What to wear to a wedding

Helen Shepherd
Yahoo Lifestyle

If you’re anything like us, the first reaction when a wedding invitation drops through the letterbox is ‘ah, how lovely’, quickly followed by ‘but what am I going to wear?!’ Dressing for a wedding can be a minefield so we’ve enlisted the expert help of style guru Ceril Campbell to talk you through it.

Can I wear white to a wedding?

The key thing to remember when choosing your outfit is that you never want to compete with the bride. So if you’re going to head into the tricky territory of wearing white, don’t go head-to-toe. Go for something black, or break up blocks of white with colourful accessories. Essentially you should avoid anything that could mean you’re mistaken for the bride!

[Related article: Celeb brides in Vera Wang]

Is there anything else I should avoid?

Yes - drawing serious attention to yourself! That means not showing too much cleavage or leg. You need to dress appropriately for the occasion, especially if it’s a religious ceremony. Wear shoes you can walk in; check your clothes aren’t too tight to sit down, and that they don’t ride up to reveal too much when you do.

Another good tip is to ask a friend to take a photo of you in your outfit, then you can make sure it doesn’t go see-through under the flash of a camera: the wedding photos will be around forever, so don’t forget that there will be a lasting reminder of what you wore…

What should I wear if the invitation says black tie?

This really depends on the type of ceremony. Black tie is often chosen for a late afternoon or evening ceremony, so for women a cocktail dress with a shawl or stole for the ceremony is usually appropriate. At a Jewish wedding you may be expected to wear a long dress, though.

So if the invitation isn’t clear, or if you’re in any doubt, call the bride and ask what she’d like you to wear, just to be on the safe side!

We’re going to a destination wedding, how can we look smart without overheating?

If the ceremony is a beach affair where the bride will be wearing a floaty dress and going barefoot on the sand, you’ll want to follow her lead. Maxi dresses are perfect as they’re everywhere on the high street right now and you can dress them up with chunky turquoise jewellery and beads. Cheap jewellery looks great in volume, so stack bangles and bracelets.

Go for natural fabrics like cotton, linen or silk, as they’re cooler than man-made ones. Men should avoid t-shirts and branded sportswear – they don’t want to look like they’re heading to the beach bar! Tailored shorts and a linen shirt are ideal.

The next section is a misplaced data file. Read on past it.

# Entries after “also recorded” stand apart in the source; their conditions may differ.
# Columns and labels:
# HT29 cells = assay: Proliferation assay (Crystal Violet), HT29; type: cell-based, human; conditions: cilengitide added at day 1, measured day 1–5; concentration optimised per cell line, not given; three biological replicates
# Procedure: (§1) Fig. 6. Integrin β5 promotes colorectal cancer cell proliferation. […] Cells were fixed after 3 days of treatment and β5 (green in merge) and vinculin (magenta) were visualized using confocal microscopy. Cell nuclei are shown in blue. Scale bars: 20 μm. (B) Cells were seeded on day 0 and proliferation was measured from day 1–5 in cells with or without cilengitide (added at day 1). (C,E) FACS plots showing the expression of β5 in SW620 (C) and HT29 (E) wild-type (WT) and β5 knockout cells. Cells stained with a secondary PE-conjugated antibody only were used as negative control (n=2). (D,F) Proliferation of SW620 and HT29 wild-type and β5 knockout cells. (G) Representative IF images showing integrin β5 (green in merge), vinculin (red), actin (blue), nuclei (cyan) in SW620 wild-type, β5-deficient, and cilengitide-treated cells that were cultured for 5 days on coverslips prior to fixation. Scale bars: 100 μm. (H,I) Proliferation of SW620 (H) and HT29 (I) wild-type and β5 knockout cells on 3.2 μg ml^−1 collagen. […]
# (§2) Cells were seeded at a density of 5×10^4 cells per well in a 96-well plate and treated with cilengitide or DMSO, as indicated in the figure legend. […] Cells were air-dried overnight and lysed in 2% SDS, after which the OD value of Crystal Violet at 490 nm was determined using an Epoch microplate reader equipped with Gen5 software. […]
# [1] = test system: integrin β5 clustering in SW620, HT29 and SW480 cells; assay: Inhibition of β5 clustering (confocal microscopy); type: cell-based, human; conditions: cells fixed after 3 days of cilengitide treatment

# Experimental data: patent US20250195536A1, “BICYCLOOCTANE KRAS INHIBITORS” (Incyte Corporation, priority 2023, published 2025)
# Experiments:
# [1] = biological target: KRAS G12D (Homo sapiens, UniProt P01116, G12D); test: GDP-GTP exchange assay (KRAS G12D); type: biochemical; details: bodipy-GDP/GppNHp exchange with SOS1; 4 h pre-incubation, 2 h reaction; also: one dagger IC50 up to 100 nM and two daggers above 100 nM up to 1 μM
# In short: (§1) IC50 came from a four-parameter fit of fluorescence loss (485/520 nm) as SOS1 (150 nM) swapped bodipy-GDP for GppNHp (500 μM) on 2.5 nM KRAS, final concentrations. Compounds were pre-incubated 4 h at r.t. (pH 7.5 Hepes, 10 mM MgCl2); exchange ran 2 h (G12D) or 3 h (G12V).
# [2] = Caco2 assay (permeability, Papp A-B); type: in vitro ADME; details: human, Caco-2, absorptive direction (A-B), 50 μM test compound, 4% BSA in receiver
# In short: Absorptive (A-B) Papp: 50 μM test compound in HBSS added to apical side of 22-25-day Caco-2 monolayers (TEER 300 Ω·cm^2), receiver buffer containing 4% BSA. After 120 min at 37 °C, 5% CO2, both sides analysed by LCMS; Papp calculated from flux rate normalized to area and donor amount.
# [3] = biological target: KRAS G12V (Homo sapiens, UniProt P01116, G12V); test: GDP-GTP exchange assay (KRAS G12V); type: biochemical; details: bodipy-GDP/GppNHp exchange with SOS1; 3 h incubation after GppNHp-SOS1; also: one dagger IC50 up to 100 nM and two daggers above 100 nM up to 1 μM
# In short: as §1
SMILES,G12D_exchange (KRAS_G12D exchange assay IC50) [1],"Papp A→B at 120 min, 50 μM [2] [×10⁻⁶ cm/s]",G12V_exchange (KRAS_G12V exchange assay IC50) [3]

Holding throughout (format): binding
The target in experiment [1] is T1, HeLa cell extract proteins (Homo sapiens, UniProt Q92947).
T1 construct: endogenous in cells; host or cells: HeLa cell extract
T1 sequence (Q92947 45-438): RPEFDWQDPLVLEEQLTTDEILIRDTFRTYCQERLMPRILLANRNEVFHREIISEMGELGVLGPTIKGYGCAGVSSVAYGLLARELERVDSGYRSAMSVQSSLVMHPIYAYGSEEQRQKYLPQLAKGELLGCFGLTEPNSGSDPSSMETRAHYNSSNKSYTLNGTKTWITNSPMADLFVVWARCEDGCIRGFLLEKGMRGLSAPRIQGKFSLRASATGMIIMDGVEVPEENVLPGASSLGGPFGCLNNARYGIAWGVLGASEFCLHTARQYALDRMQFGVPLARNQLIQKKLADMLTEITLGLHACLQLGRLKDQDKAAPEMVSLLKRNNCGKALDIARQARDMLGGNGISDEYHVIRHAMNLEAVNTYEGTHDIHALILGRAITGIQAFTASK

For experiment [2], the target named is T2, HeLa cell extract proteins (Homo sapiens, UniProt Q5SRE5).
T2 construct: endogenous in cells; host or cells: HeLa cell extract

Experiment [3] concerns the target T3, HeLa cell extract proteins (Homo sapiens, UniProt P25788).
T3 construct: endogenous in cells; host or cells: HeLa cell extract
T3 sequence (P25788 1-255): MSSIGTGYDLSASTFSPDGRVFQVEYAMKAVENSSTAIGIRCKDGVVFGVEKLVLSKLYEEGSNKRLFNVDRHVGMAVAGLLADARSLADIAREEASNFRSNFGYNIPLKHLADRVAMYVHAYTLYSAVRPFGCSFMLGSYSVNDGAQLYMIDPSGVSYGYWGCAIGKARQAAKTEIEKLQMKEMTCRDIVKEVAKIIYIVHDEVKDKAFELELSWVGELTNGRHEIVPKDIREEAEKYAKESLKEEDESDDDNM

[ Related article: Retro wedding favour ideas]

I’ve got several weddings to go to this year, how can I look different on a budget?

Buy separates which you can mix and match with other clothes in your wardrobe – buying accessories is always cheaper than a whole new outfit, so use these to make it look different. Even if the clothes won’t work for another wedding, will you get wear out of them at another event like a christening or birthday party, or a trip to the races? If you’re any good with a sewing machine, look at ways you could alter an outfit too.

Everyone seems to be wearing fascinators, are hats still in fashion this year?

The hats versus fascinators debate is more about what suits you and less about what is fashionable this season: there’s nothing worse than swamping a small face in a huge hat! Lots of mothers-of-the-bride in particular seem to pick shallow-crowned hats which aren’t very flattering and look quite old-fashioned, so try a range of different styles on to see what suits you. If you’re short, a hat which adds height is a good idea; if you have a square face, you want a brim that balances it out. And older women can get an ‘instant facelift’ effect with a brim that turns up!

I’ve been invited to a themed wedding. Do I have to follow the dress code?

I would say not if you don’t feel comfortable with it. A compromise could be to wear a normal dress but accessorise with something in the theme, such as a hat, which you can remove later, rather than going for a full on fancy dress costume. Ask other guests what they’re wearing, as you may find that no one else you know will be following the code either, so you could turn up as the only one in your group!

I’m going to a wedding in December, how can I dress up and stay warm?

In the autumn, the shops will be full of Christmas dresses so you’ll have plenty of choice. You could even wear a summer dress and just accessorise with a heavier bag and boots and a winter hat. Then dress up your winter coat with a fake fur collar, or take a tip from the Duchess of Cambridge and look for coat that matches your outfit. Cream is a great colour for a dressy coat, as you’re unlikely to wear it on the tube every day, so it’ll feel glamorous.

One final piece of advice? Think about dressing to be ‘your best you’. Don’t go outside of your comfort zone: a wedding is not the time for a major fashion experiment - and that rule applies whether you’re the bride, the groom, or a guest!

Ceril Campbell is author of Discover the New You - celebrity stylist secrets to transform your life and style, available from Amazon. For more information and style advice from Ceril, visit Red Carpet Undies or follow her on twitter @cerilcampbell.